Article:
In 1778, his foes finally got him locked up as a danger to public safety in a series of Paris prisons, where he wrote his notorious novels of extreme pornography. This is acutely referenced by another Bourganov statue, on the plateau above the castle - a crossed-arms bust of Sade with his head caged by iron bars.

Beyond are panoramic views of the Luberon landscape.


DRAMATIC AS THAT all is, Cardin's efforts are a cottage industry compared with those of McKillen at Chateau La Coste. Lying a 20-minute drive to the southeast, near the sleepy village of Le Puy-Sainte-Réparade and not far north of Aix-en-Provence, the medieval capital of Provence, this is a chateau whose original edifice has all but disappeared among the developments of the past decade.

Hidden away among plane trees are the original 17th-century bastide and farm buildings; much more prominent is the modern winery housed in two ribbed aluminium semi-cylinders designed by Jean Nouvel, which are like outsized 21st-century versions of the second world war Quonset hut. The domaine produces well-received biodynamic wines under winemaker Matthieu Cosse, with the Coteaux d'Aix-en-Provence appellation.

However, it is not wine but architecture and art that are the most remarkable features of the property. Under the Irish magnate's guiding hand, the domaine has acquired a dual, environmentally conscious personality, with organic winemaking matched by site-specific art.

The exploration begins at a long, low reception building created by Tadao Ando in dove-grey concrete, that's delicate and angular, seeming to float on the serene spill-away pools that almost surround it. Hovering over one pool is a huge Louise Bourgeois spider; rising out of another is Hiroshi Sugimoto's Infinity, a stainless-steel cone that curves and tapers to a high point.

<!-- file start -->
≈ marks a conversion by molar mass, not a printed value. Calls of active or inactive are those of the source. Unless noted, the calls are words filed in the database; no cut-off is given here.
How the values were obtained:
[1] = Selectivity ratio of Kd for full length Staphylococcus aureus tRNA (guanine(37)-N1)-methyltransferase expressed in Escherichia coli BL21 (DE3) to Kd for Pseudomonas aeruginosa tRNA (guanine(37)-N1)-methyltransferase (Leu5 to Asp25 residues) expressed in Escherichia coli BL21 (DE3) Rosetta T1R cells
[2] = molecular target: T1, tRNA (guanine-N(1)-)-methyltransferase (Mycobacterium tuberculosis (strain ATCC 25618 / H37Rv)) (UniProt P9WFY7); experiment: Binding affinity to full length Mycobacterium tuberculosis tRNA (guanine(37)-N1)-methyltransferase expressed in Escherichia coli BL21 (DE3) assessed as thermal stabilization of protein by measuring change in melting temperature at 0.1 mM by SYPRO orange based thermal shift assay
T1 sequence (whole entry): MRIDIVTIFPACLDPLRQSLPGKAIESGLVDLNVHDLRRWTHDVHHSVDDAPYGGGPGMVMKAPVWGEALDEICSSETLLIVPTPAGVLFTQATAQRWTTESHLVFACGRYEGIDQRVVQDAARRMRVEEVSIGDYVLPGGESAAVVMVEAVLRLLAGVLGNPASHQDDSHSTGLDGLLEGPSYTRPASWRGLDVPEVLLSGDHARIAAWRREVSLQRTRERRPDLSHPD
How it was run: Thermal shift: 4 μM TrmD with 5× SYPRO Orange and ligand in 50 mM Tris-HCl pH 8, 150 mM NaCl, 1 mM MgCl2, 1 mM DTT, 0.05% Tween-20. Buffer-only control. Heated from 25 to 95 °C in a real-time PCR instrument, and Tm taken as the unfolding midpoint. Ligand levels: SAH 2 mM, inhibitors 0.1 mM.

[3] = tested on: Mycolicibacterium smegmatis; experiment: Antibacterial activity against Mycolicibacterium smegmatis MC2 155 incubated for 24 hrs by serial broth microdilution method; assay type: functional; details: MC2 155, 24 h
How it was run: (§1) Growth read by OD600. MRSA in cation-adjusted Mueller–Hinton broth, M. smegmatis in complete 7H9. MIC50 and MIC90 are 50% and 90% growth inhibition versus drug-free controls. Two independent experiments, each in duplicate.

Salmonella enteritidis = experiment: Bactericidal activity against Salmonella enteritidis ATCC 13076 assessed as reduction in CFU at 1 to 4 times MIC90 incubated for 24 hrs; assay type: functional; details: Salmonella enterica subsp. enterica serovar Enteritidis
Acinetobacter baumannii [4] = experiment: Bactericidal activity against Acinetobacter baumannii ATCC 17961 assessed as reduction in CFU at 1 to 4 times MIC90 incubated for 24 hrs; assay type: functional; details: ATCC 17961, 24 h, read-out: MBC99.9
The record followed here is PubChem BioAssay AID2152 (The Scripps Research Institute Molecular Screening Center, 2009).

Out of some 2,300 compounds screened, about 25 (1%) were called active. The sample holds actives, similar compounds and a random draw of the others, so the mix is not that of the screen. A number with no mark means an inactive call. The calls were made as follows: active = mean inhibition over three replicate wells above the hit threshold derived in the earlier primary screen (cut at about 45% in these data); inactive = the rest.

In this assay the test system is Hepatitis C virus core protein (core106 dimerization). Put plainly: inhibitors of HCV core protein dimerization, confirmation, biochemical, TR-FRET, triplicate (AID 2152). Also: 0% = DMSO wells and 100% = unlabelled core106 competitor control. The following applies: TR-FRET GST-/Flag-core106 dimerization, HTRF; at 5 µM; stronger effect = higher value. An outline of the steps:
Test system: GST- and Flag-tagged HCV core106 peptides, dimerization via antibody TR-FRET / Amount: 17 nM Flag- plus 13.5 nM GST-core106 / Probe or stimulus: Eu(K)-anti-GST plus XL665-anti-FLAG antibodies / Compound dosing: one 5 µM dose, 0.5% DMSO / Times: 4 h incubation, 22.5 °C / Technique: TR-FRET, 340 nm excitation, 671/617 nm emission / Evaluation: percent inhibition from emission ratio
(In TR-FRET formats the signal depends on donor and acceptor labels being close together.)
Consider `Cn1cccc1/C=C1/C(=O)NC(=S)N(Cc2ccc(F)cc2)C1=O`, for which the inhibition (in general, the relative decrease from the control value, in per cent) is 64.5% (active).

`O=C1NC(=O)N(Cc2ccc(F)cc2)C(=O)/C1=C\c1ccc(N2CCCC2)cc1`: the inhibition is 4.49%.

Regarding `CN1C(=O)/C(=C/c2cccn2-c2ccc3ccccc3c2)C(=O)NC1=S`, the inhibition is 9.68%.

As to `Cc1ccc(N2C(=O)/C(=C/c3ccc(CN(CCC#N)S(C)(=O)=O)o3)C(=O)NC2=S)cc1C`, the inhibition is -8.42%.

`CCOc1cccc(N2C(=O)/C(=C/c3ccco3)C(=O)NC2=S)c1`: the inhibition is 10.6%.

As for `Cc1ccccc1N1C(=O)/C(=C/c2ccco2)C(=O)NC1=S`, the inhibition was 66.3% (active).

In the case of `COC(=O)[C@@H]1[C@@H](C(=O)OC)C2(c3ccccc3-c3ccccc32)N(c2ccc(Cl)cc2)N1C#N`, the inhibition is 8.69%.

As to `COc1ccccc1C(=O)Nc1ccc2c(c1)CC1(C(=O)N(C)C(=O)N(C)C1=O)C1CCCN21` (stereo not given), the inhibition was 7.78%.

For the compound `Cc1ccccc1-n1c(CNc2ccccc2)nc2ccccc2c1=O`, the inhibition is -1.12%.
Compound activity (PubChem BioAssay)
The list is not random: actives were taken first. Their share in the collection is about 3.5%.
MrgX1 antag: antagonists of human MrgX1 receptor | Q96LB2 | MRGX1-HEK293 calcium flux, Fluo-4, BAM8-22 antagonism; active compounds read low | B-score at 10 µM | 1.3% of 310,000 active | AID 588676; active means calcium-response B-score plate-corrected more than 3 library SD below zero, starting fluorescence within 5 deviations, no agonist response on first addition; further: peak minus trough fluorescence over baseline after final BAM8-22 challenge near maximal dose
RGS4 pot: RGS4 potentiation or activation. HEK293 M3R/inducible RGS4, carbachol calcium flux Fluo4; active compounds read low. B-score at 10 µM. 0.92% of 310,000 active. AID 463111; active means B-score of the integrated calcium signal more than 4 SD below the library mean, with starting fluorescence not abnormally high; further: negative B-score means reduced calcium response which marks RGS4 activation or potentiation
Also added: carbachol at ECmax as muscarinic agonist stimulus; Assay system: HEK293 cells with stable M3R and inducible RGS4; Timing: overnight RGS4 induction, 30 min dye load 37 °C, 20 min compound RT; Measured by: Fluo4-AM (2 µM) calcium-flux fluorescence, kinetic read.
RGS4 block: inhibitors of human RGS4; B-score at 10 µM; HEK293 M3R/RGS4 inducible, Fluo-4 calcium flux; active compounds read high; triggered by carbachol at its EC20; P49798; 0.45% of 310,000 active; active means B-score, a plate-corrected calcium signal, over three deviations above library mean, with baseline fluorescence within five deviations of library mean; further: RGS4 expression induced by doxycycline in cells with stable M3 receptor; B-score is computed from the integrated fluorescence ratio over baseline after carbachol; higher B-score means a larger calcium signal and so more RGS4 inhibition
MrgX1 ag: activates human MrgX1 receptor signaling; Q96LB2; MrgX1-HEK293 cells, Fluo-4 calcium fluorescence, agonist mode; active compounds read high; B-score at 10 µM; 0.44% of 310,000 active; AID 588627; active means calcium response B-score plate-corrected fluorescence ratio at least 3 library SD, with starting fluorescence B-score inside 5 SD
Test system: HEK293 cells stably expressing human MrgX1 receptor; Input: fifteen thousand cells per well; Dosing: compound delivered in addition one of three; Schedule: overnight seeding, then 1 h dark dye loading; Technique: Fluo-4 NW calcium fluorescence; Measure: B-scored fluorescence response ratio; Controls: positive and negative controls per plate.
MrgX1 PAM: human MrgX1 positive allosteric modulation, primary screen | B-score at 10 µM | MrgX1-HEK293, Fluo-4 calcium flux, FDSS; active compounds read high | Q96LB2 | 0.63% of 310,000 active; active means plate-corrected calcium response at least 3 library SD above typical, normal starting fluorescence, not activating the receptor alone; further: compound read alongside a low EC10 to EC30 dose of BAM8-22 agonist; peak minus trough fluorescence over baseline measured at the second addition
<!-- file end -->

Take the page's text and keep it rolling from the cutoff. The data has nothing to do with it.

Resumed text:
Leaving the Art Centre, as the building is called, immediately noticeable beyond a swathe of vines ripening in the sun is Frank Gehry's Music Pavilion, a wildly deconstructed wood and glass structure that began life as London's Serpentine Gallery Pavilion of 2008. Far from blending into the environment, Gehry's creation seems to explode out of it.

Heading into the hillsides, you encounter another bold statement, firmly grounded this time: a massive cube about 20 metres long and five metres high made from huge blocks of red and grey stone. Beyond Sean Scully's Wall of Light Cubed, however, the oak woods close in and the sculptures and structures become rooted in their surroundings, none more so than Andy Goldsworthy's Oak Room. Here, rough boulders form a wall around a dark chamber dug into the earth and lined with interwoven branches.

"The project grew organically," McKillen recently told the Financial Times. "Initially, I invited artists and architects as friends, and they were inspired to create something in response to the landscape. We give the artists carte blanche," the proprietor asserted. "We don't have a 'master plan'. The nature of the project continues to evolve with the contribution of each artist and architect."

Following Ando, Nouvel and Gehry, fellow starchitects Norman Foster and Renzo Piano are in line to make structures; all of them winners of the Pritzker Prize, the highest award in architecture. And, after visiting earlier this year, the once-notorious British artist Tracey Emin is mulling a contribution.

Anyone can visit, in fact, any day of the year, 10am to 7pm, for a fee of €15 (HK$155), but unless you've been specifically invited, McKillen won't want an artwork from you.


Getting there: Air France ( flies daily from Hong Kong to Paris, and from the French capital to Marseille. Both chateaux are about one hour's drive from Marseille airport.



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Kings of the castles